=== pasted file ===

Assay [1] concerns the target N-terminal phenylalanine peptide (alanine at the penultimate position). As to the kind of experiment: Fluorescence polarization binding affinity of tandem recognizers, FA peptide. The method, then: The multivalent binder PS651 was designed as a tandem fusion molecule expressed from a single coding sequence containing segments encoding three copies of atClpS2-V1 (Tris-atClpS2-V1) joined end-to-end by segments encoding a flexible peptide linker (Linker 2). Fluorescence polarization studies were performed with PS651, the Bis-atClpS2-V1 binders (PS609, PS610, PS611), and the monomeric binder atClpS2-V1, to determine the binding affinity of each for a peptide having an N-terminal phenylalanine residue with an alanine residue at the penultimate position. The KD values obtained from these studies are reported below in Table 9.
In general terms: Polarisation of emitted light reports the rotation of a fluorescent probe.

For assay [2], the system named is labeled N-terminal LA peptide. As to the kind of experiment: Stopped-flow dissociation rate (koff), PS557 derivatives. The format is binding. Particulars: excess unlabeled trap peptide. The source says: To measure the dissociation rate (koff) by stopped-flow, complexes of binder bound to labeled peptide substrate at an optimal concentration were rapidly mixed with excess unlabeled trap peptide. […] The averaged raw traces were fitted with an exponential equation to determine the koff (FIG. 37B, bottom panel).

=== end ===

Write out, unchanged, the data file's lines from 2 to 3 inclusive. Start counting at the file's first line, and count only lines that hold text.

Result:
In general terms: Polarisation of emitted light reports the rotation of a fluorescent probe.

For assay [2], the system named is labeled N-terminal LA peptide. As to the kind of experiment: Stopped-flow dissociation rate (koff), PS557 derivatives. The format is binding. Particulars: excess unlabeled trap peptide. The source says: To measure the dissociation rate (koff) by stopped-flow, complexes of binder bound to labeled peptide substrate at an optimal concentration were rapidly mixed with excess unlabeled trap peptide. […] The averaged raw traces were fitted with an exponential equation to determine the koff (FIG. 37B, bottom panel).